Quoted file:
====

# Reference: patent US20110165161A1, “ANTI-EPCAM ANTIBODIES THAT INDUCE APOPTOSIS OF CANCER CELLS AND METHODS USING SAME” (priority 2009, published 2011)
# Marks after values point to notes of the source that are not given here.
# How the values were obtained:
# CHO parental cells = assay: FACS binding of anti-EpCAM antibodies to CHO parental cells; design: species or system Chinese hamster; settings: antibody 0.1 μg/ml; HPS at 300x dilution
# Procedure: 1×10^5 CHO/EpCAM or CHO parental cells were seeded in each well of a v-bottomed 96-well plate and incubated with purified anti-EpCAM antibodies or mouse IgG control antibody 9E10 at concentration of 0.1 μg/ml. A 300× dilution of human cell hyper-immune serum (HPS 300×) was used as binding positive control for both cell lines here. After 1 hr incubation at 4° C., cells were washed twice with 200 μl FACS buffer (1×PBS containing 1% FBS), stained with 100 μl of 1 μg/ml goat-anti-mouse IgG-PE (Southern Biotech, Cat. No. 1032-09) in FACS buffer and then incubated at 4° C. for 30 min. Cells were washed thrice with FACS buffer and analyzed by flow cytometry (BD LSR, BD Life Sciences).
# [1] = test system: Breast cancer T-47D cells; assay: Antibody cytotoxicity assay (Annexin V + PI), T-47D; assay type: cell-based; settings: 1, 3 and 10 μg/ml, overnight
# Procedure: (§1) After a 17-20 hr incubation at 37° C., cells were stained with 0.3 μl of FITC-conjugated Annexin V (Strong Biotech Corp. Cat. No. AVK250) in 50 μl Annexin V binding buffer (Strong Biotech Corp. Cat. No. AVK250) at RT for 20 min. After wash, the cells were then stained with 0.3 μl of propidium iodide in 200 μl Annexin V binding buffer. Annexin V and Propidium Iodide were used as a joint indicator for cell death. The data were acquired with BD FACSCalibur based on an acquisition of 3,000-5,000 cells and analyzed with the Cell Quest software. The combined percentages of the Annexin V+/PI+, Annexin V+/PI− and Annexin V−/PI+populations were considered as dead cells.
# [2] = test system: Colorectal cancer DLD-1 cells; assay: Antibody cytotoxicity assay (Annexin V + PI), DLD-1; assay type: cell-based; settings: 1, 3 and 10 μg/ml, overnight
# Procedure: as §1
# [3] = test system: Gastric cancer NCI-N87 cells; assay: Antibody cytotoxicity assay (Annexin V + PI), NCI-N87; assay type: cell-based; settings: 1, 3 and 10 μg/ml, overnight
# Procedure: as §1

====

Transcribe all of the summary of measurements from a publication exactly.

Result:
# Reference: patent US20110165161A1, “ANTI-EPCAM ANTIBODIES THAT INDUCE APOPTOSIS OF CANCER CELLS AND METHODS USING SAME” (priority 2009, published 2011)
# Marks after values point to notes of the source that are not given here.
# How the values were obtained:
# CHO parental cells = assay: FACS binding of anti-EpCAM antibodies to CHO parental cells; design: species or system Chinese hamster; settings: antibody 0.1 μg/ml; HPS at 300x dilution
# Procedure: 1×10^5 CHO/EpCAM or CHO parental cells were seeded in each well of a v-bottomed 96-well plate and incubated with purified anti-EpCAM antibodies or mouse IgG control antibody 9E10 at concentration of 0.1 μg/ml. A 300× dilution of human cell hyper-immune serum (HPS 300×) was used as binding positive control for both cell lines here. After 1 hr incubation at 4° C., cells were washed twice with 200 μl FACS buffer (1×PBS containing 1% FBS), stained with 100 μl of 1 μg/ml goat-anti-mouse IgG-PE (Southern Biotech, Cat. No. 1032-09) in FACS buffer and then incubated at 4° C. for 30 min. Cells were washed thrice with FACS buffer and analyzed by flow cytometry (BD LSR, BD Life Sciences).
# [1] = test system: Breast cancer T-47D cells; assay: Antibody cytotoxicity assay (Annexin V + PI), T-47D; assay type: cell-based; settings: 1, 3 and 10 μg/ml, overnight
# Procedure: (§1) After a 17-20 hr incubation at 37° C., cells were stained with 0.3 μl of FITC-conjugated Annexin V (Strong Biotech Corp. Cat. No. AVK250) in 50 μl Annexin V binding buffer (Strong Biotech Corp. Cat. No. AVK250) at RT for 20 min. After wash, the cells were then stained with 0.3 μl of propidium iodide in 200 μl Annexin V binding buffer. Annexin V and Propidium Iodide were used as a joint indicator for cell death. The data were acquired with BD FACSCalibur based on an acquisition of 3,000-5,000 cells and analyzed with the Cell Quest software. The combined percentages of the Annexin V+/PI+, Annexin V+/PI− and Annexin V−/PI+populations were considered as dead cells.
# [2] = test system: Colorectal cancer DLD-1 cells; assay: Antibody cytotoxicity assay (Annexin V + PI), DLD-1; assay type: cell-based; settings: 1, 3 and 10 μg/ml, overnight
# Procedure: as §1
# [3] = test system: Gastric cancer NCI-N87 cells; assay: Antibody cytotoxicity assay (Annexin V + PI), NCI-N87; assay type: cell-based; settings: 1, 3 and 10 μg/ml, overnight
# Procedure: as §1